Sunday, 10 July 2016

43rd Foot

The 43rd was originally raised in 1741 as Fowke's Regiment of Foot and received the designation as 43rd Foot in 1751.  The regiment was sent to America in 1757 and fought in the centre of Wolfe's line at Quebec.  After the capture of Montreal, the regiment participated in attacks on Spanish possessions in the Caribbean before returning to England in 1764.  The regiment returned to American in 1774.  It saw action at Concord and Bunker Hill and then Long Island and White Plains in 1776.  From August 1778 to October 1779 the regiment was garrisoned in Rhode Island.  It was part of the army that surrendered at Yorktown.   In 1803, and by then with the country name of Monmouthshire, the regiment became one of the first British units to be trained up as light infantry.  It participated in the Peninsular War but missed Waterloo as in 1814 it returned to America to fight in the War of 1812.  In 1881 the battalion joined with the 52nd Foot to form what became the Oxfordshire and Buckinghamshire Light Infantry.  That regiment in turn became the Royal Green Jackets and in 2005 was amalgamated with other regiments to form one of the British Army's super-regiments, The Rifles.      

This post is a prelude to a much longer post featuring "reinforcement" figures that I have been painting this year.  I painted the 43rd in 2003 as one of my first British line regiments.  I began my AWI collection with the Bunker Hill orbat, in which this battalion features with a strength of 18 figures.  That's why these are Foundry "full dress" figures.  The 43rd is also in the Long Island scenario (16 figures) and Newport (24).  As I had originally painted the 18 figures required for Bunker Hill, I needed to add a further 6 for the Newport scenario, which was only published a couple of years ago.  So I painted those extra figures and realised I had never posted about this unit at all.  So before I post in depth about the "reinforcement" work I've being doing since March, here is the 43rd Foot.  My style of painting hasn't changed all that much in the intervening 13 years - the main difference is the way in which I do faces, which is now more subtle than it was in 2003-5, when I used a GW flesh wash that is more noticeable than the Winsor & Newton inks I use now.  My scarlet palette is a bit different - the earlier figures have GW "blood angles red" as their final highlight, a paint which doesn't exist anymore.  The flaps on the backpacks have a simple white circle with "43" in black writing.  If I'd started these from scratch, I'd probably have tried something a bit more creative.  Also, the ground work on the earlier figures is less fussy/busy (which you may well think is better).  The ERM bases I use have also changed over the years - they now have a black edge which I paint brown - they didn't use to, so the older figures are easier to spot due to their lighter base edges.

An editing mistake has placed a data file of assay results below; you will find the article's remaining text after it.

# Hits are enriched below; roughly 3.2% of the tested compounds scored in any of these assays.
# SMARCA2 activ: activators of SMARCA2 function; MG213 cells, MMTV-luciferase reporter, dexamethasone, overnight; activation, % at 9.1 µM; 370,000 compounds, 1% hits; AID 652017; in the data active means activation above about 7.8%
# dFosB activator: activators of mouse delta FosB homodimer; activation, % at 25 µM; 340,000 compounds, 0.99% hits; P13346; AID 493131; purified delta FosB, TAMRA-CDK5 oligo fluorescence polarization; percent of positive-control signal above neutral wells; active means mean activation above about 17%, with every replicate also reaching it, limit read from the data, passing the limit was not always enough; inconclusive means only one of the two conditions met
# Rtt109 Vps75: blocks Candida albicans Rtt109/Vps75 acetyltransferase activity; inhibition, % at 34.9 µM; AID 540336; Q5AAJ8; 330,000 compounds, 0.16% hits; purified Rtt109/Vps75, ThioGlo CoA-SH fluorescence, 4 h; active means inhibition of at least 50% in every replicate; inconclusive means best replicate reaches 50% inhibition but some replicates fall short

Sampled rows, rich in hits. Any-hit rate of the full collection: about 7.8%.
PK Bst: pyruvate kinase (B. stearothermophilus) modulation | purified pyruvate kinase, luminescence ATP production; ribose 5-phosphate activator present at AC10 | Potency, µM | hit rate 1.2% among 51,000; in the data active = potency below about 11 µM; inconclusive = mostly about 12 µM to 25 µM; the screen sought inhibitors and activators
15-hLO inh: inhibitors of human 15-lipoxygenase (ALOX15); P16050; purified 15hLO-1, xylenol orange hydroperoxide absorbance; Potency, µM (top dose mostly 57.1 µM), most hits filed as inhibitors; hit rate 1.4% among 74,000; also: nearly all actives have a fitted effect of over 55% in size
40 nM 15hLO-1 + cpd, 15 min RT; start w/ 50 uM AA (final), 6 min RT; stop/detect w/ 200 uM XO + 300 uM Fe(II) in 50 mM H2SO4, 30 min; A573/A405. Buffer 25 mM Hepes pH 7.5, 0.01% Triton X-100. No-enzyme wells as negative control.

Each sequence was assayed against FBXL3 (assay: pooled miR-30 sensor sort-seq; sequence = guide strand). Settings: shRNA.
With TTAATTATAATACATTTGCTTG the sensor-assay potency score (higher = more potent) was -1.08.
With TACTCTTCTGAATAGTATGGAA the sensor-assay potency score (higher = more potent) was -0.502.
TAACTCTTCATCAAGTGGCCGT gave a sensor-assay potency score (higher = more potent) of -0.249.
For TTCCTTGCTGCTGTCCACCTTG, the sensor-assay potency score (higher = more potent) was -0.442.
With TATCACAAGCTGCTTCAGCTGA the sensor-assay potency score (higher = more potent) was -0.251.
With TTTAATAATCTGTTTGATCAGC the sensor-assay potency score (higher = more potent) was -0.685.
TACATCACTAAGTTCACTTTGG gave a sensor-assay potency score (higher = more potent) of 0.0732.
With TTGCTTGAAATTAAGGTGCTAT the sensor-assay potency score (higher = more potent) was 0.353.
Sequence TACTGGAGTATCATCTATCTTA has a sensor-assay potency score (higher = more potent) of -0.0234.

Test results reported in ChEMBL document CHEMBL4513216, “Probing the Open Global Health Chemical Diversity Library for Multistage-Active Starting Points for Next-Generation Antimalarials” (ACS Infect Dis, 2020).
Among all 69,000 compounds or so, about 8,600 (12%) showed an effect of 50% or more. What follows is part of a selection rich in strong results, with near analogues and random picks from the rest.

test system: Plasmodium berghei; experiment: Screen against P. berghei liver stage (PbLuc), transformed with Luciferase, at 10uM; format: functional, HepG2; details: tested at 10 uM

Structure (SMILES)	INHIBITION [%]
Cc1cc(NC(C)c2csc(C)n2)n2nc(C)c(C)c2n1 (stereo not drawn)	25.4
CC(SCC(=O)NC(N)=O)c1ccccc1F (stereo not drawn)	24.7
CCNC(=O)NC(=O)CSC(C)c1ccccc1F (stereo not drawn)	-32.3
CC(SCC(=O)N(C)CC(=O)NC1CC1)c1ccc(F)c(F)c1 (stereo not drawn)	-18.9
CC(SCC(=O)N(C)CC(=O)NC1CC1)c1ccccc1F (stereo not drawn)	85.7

24 figures.  Painted 2003 and March 2016.  Flags by GMB.





 

7 comments:

Simon Jones said...

Very nice, I used the Foundry firing line figures for my incarnation of this regiment.

Hope you are well
Simon

Giles said...

Thanks, Simon. I retain considerable fondness for the Foundry figures, although I do feel I've "done" them now, after about a dozen units! (More on that next post.)

Simon Jones said...

Hello Giles,
Yes I know the feeling. I have mixed Foundry Continentals with Perry and Eureka to give variation to units. It's harder to do with the British. Still great but expensive figures the Foundry ones.

Simon

Steve said...

Shouldn't the musicians have scarlet small clothes? 😉 . Very nice work as always!

Simon Jones said...

Yes the musicians should have scarlet small clothes. The 1768 regulations strike again. Always read them before painting AWI British.

Simon

David said...

Fine brushwork Giles! Must be some sort of record, returning to complete a unit after so many years.

Giles said...

Thanks, all. Yes, I was far less warrant-savvy when I painted these; probably explains why I never posted about them, and then I failed to notice the lack of red small clothes when I was taking photos.

Giles